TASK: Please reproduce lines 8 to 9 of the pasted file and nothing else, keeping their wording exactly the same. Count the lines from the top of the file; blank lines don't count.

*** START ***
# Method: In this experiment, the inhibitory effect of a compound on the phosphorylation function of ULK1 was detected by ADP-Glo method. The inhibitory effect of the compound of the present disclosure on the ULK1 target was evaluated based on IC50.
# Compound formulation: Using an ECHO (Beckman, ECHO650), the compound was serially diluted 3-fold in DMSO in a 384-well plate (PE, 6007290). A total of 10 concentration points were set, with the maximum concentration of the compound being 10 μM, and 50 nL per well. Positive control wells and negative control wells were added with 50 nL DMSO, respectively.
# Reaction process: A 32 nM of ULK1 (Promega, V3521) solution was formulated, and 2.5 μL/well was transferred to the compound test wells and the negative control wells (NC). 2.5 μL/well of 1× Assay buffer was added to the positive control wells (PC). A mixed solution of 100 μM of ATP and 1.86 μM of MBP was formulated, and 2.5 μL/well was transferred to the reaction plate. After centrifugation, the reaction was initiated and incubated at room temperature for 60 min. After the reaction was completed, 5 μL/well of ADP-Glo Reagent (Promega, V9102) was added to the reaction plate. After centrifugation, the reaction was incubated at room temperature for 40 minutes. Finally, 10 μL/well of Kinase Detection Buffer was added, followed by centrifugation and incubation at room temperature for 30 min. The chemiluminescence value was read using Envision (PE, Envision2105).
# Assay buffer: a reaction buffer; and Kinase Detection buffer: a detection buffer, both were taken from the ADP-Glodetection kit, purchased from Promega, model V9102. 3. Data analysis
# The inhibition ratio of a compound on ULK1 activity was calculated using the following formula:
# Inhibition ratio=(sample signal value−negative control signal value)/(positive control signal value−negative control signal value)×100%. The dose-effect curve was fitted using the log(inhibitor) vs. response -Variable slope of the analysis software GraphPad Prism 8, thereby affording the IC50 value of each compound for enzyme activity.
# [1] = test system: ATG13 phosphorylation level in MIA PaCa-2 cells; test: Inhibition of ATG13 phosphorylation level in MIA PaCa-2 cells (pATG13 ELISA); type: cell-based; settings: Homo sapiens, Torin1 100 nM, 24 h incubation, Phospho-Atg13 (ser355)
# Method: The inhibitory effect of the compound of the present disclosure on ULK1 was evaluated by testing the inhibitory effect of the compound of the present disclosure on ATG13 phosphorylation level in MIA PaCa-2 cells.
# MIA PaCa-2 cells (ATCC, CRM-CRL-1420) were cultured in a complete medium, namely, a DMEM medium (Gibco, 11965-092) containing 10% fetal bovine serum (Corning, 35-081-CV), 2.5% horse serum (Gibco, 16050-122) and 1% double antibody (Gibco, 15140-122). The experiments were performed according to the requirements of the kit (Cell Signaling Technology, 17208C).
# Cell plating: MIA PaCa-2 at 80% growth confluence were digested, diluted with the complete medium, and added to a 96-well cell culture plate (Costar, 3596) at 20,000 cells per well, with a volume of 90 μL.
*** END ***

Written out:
# Method: The inhibitory effect of the compound of the present disclosure on ULK1 was evaluated by testing the inhibitory effect of the compound of the present disclosure on ATG13 phosphorylation level in MIA PaCa-2 cells.
# MIA PaCa-2 cells (ATCC, CRM-CRL-1420) were cultured in a complete medium, namely, a DMEM medium (Gibco, 11965-092) containing 10% fetal bovine serum (Corning, 35-081-CV), 2.5% horse serum (Gibco, 16050-122) and 1% double antibody (Gibco, 15140-122). The experiments were performed according to the requirements of the kit (Cell Signaling Technology, 17208C).